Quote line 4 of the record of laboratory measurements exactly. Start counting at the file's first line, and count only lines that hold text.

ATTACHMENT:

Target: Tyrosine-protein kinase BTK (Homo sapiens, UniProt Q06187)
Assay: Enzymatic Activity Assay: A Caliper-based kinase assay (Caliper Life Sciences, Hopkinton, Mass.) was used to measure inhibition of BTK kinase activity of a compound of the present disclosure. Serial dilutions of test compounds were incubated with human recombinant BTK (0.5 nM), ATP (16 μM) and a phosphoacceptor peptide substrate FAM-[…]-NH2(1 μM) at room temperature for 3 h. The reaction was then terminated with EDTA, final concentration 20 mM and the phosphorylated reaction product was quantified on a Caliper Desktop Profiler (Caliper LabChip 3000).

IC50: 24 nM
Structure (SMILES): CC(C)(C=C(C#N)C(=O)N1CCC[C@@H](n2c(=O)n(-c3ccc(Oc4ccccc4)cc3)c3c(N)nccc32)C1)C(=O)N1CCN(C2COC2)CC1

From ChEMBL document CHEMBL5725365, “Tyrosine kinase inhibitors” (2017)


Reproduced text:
Structure (SMILES): CC(C)(C=C(C#N)C(=O)N1CCC[C@@H](n2c(=O)n(-c3ccc(Oc4ccccc4)cc3)c3c(N)nccc32)C1)C(=O)N1CCN(C2COC2)CC1